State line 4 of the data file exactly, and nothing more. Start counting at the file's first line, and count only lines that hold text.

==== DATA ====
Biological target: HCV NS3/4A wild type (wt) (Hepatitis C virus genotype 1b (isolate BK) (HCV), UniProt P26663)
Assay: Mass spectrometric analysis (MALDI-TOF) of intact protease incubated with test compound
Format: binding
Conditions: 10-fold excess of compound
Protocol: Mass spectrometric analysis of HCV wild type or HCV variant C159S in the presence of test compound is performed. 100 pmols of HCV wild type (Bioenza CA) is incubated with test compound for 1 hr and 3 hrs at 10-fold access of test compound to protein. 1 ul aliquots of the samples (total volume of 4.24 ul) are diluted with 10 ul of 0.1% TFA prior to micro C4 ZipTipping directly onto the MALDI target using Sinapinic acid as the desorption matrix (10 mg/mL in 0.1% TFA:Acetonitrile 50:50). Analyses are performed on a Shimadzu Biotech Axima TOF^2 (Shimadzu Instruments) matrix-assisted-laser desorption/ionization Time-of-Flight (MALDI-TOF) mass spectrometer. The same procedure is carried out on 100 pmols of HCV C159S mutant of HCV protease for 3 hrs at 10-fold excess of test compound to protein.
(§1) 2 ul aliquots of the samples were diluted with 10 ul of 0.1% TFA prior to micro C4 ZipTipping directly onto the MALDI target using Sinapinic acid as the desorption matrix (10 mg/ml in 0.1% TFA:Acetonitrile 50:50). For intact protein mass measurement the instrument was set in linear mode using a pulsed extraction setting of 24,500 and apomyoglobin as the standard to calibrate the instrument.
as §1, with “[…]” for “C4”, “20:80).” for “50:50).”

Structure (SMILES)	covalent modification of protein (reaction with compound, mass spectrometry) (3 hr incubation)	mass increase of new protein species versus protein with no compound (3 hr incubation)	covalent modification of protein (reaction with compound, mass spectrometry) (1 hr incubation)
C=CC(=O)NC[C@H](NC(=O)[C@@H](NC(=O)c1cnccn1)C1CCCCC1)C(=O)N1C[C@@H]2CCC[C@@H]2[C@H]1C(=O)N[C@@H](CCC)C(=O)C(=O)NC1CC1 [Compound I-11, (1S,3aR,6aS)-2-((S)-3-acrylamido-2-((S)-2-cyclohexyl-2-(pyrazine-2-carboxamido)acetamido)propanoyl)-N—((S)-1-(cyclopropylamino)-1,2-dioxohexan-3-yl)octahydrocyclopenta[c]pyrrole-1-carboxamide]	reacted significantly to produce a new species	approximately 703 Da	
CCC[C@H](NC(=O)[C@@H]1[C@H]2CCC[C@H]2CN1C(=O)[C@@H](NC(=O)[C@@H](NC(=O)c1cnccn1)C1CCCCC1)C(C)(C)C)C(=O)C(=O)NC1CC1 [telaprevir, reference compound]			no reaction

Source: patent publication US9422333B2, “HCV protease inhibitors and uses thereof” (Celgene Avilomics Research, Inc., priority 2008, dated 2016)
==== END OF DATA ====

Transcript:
Conditions: 10-fold excess of compound